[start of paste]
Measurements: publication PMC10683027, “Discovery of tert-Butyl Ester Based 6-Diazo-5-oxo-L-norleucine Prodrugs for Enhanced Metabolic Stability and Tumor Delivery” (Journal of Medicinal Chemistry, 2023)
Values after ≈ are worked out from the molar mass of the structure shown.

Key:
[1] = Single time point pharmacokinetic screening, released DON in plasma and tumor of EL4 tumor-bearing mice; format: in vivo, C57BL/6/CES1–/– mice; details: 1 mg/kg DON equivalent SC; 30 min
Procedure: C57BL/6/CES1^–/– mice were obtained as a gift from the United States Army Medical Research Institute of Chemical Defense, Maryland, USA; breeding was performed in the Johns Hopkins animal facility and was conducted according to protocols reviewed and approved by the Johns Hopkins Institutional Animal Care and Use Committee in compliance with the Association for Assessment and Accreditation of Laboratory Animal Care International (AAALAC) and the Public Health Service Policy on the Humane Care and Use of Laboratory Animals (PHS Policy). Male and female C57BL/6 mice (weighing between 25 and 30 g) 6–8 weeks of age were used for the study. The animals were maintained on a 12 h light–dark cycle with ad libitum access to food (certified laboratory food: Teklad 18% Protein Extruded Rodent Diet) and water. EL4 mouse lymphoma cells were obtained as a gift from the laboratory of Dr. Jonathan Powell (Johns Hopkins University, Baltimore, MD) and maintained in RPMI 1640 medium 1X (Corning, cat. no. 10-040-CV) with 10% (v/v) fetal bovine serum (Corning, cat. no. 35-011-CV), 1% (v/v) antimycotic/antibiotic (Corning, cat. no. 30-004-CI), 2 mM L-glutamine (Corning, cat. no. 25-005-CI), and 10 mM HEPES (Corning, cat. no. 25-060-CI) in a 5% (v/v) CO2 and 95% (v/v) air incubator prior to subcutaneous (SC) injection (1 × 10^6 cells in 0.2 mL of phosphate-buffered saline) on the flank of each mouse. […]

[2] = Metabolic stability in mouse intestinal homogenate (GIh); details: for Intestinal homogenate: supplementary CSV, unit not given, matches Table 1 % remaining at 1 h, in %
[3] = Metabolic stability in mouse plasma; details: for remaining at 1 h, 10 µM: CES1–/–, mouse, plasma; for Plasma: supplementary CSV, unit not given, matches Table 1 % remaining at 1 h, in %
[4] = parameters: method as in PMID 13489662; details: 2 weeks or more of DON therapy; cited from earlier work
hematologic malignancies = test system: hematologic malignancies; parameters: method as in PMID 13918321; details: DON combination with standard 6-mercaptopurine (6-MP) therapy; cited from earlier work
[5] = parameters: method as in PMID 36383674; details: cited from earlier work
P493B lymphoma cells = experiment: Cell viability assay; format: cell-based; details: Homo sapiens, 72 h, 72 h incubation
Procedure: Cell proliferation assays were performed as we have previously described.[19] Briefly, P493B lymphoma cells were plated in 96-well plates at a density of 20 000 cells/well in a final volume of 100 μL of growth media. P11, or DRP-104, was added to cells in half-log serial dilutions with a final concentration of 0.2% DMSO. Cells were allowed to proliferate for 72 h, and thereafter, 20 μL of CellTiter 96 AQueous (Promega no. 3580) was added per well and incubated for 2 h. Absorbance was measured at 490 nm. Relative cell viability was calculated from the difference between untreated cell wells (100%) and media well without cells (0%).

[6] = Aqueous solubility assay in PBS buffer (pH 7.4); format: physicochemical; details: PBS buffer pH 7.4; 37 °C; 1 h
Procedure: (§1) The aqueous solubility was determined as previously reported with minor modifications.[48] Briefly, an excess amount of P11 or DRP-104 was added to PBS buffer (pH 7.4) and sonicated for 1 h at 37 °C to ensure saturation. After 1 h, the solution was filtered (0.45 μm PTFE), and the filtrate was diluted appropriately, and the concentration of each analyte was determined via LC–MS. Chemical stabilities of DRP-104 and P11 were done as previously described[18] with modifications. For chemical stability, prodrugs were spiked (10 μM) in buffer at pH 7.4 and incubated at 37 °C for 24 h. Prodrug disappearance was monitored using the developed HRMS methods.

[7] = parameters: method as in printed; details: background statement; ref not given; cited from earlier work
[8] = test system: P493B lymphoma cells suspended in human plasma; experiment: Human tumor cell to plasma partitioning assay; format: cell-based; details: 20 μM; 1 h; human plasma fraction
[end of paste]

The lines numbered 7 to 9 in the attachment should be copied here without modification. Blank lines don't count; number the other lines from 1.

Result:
[3] = Metabolic stability in mouse plasma; details: for remaining at 1 h, 10 µM: CES1–/–, mouse, plasma; for Plasma: supplementary CSV, unit not given, matches Table 1 % remaining at 1 h, in %
[4] = parameters: method as in PMID 13489662; details: 2 weeks or more of DON therapy; cited from earlier work
hematologic malignancies = test system: hematologic malignancies; parameters: method as in PMID 13918321; details: DON combination with standard 6-mercaptopurine (6-MP) therapy; cited from earlier work